Manifesto @ Dunstan Playhouse, Adelaide 17/3/2022
As the curtain rises, gasps of delight emanate from the audience. The visual spectacle that is before us is simple yet stunning. The moment of awe is briefly shattered by a startling drum beat. Manifesto has begun.
In its world premiere, the multi-award winning Stephanie Lake Company offers a performance that removes unnecessary complexities. It is a performance focussing completely on rhythm and dancing.
Nine drummers wearing black with matching drum kits sit on an elevated curved podium. Crimson drapes hang from the podium, creating a backdrop for nine dancers wearing white. The two groups, seamlessly symmetrical, work in synchronised magnificence to produce an hour of unsullied bliss.
Like a heartbeat sustaining life, the drummers — Robbie Avenaim, Nat Grant, Alon Ilsar, Maria Moles, Tina Nguyen, Rama Parwata, Rohan Rebeiro, Alex Roper, and Jen Tait – command the dancers, their movements, their reactions, their emotions. The dancers – Rachel Coulson, Marni Green, Samantha Hines, Melissa Pham, Harrison Ritchie-Jones, Robert Tinning, Josie Weise, Kimball Wong, and Jack Ziesing – absorb the sound like lifesaving nutrients and respond accordingly. Occasionally jarringly, occasionally with fluidity, but always with passion.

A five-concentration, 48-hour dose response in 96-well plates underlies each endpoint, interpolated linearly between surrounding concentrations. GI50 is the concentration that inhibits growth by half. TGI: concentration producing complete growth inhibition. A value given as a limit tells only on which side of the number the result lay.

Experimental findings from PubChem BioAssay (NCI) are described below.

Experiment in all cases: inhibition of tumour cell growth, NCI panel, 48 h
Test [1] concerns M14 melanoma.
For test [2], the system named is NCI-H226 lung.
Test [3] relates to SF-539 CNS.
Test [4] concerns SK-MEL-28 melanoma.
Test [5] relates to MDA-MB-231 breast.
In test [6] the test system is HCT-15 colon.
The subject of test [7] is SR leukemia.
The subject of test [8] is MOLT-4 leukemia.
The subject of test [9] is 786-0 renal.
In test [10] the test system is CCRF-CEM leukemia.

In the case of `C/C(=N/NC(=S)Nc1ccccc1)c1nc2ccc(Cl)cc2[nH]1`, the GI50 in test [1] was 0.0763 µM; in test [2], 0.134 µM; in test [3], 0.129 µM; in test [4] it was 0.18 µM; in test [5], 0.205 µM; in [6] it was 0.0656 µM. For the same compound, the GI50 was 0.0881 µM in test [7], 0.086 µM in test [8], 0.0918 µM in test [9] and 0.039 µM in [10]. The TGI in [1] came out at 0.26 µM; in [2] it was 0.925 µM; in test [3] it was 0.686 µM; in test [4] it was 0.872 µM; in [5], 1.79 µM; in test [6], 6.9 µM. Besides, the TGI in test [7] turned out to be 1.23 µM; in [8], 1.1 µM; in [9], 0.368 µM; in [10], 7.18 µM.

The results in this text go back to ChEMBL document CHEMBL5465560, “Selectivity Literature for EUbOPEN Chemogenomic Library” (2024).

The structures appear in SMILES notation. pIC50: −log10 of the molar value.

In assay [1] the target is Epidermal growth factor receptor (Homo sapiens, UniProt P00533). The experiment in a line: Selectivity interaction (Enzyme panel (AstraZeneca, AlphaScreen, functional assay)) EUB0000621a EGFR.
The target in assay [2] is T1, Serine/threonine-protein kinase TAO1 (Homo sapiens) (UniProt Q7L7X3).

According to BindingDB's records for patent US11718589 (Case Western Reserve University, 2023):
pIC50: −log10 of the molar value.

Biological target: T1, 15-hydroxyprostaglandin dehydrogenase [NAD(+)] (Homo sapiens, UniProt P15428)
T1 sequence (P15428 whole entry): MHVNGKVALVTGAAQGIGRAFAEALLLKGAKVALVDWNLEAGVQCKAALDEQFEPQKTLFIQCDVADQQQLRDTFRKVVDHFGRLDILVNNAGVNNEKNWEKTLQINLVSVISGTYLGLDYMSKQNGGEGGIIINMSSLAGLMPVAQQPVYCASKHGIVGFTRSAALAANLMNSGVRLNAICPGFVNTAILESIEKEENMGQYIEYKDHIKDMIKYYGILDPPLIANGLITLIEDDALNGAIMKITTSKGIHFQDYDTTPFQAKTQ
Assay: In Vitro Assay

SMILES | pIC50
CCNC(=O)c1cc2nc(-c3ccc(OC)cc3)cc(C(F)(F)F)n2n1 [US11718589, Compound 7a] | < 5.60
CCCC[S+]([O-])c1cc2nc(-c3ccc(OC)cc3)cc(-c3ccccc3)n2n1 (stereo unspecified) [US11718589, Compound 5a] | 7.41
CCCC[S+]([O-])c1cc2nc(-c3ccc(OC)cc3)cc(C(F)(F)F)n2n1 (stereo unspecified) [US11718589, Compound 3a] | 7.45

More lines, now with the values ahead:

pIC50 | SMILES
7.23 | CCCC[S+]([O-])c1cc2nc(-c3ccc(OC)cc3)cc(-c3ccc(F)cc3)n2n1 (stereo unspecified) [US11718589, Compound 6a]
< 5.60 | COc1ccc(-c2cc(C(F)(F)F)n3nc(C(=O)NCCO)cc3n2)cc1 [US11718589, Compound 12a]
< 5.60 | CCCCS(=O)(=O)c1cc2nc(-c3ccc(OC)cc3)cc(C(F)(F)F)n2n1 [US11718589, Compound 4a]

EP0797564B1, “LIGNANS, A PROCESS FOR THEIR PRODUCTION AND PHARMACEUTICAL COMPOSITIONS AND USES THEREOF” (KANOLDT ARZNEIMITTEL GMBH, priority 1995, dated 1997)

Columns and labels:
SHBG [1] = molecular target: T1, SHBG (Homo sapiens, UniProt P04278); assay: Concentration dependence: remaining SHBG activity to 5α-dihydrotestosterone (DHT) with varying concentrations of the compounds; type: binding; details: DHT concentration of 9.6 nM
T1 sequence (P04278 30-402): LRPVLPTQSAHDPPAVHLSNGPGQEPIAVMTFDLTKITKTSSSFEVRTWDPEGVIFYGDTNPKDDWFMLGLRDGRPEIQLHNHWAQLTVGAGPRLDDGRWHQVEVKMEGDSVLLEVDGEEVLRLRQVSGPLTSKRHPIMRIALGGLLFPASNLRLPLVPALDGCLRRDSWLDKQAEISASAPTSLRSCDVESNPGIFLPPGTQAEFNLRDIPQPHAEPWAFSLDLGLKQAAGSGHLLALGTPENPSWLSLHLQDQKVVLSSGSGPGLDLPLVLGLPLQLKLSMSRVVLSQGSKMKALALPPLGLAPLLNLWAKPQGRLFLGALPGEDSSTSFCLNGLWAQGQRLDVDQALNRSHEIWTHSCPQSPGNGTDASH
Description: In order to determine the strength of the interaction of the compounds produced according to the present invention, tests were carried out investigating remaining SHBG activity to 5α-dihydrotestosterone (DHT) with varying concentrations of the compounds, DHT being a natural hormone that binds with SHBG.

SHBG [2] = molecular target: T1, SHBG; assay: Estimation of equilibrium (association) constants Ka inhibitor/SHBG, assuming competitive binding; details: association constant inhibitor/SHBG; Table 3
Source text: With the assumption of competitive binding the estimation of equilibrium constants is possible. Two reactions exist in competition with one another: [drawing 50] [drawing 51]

With an arrangement by composer Robin Fox that extends beyond simple drumming, Manifesto explores the instrument’s extensive capabilities. Unconventional techniques alter the ambience from animalistic to fun to haunting. This creates peaks and troughs. When combined with Bosco Shaw’s lighting, Paula Levis’ costume design, and Stephanie Lake’s choreography, it spawns a carefully curated whirlwind of pure delight.
No stone is left unturned in this performance. Each artist offers their complete self in the pursuit of their art. Both drummers and dancers utilise vitality, vigour, and expertise to captivate and sustain interest. The full scope of their unabashed talent is evident, and it is nothing short of prodigious.
Manifesto is an extraordinary collaboration of dance and music. With an abundance of arresting movements and junctures, it is an intoxicating foray into the world of contemporary dance. Lake says, “I wanted surging liveness; a show powered only by human energy and endeavour.” Manifesto successfully delivers this with style.
Adelaide Festival Review By Anita Kertes